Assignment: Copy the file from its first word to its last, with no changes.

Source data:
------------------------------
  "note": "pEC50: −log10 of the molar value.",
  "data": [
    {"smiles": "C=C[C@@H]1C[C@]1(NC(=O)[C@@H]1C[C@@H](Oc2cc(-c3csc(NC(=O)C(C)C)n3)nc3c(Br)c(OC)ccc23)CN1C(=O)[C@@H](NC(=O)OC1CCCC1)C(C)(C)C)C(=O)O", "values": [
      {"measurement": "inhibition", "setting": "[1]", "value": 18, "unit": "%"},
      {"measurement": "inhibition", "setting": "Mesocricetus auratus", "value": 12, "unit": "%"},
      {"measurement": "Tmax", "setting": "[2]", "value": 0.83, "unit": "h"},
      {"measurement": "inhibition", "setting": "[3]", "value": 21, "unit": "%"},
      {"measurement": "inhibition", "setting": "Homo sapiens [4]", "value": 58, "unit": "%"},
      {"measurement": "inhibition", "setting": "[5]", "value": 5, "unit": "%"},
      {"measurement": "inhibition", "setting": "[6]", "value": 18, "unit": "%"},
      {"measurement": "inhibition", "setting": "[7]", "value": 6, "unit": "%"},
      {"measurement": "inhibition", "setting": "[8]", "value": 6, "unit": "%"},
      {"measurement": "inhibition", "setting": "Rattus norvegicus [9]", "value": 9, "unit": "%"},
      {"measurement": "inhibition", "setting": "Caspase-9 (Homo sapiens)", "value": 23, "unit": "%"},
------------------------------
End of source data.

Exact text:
  "note": "pEC50: −log10 of the molar value.",
  "data": [
    {"smiles": "C=C[C@@H]1C[C@]1(NC(=O)[C@@H]1C[C@@H](Oc2cc(-c3csc(NC(=O)C(C)C)n3)nc3c(Br)c(OC)ccc23)CN1C(=O)[C@@H](NC(=O)OC1CCCC1)C(C)(C)C)C(=O)O", "values": [
      {"measurement": "inhibition", "setting": "[1]", "value": 18, "unit": "%"},
      {"measurement": "inhibition", "setting": "Mesocricetus auratus", "value": 12, "unit": "%"},
      {"measurement": "Tmax", "setting": "[2]", "value": 0.83, "unit": "h"},
      {"measurement": "inhibition", "setting": "[3]", "value": 21, "unit": "%"},
      {"measurement": "inhibition", "setting": "Homo sapiens [4]", "value": 58, "unit": "%"},
      {"measurement": "inhibition", "setting": "[5]", "value": 5, "unit": "%"},
      {"measurement": "inhibition", "setting": "[6]", "value": 18, "unit": "%"},
      {"measurement": "inhibition", "setting": "[7]", "value": 6, "unit": "%"},
      {"measurement": "inhibition", "setting": "[8]", "value": 6, "unit": "%"},
      {"measurement": "inhibition", "setting": "Rattus norvegicus [9]", "value": 9, "unit": "%"},
      {"measurement": "inhibition", "setting": "Caspase-9 (Homo sapiens)", "value": 23, "unit": "%"},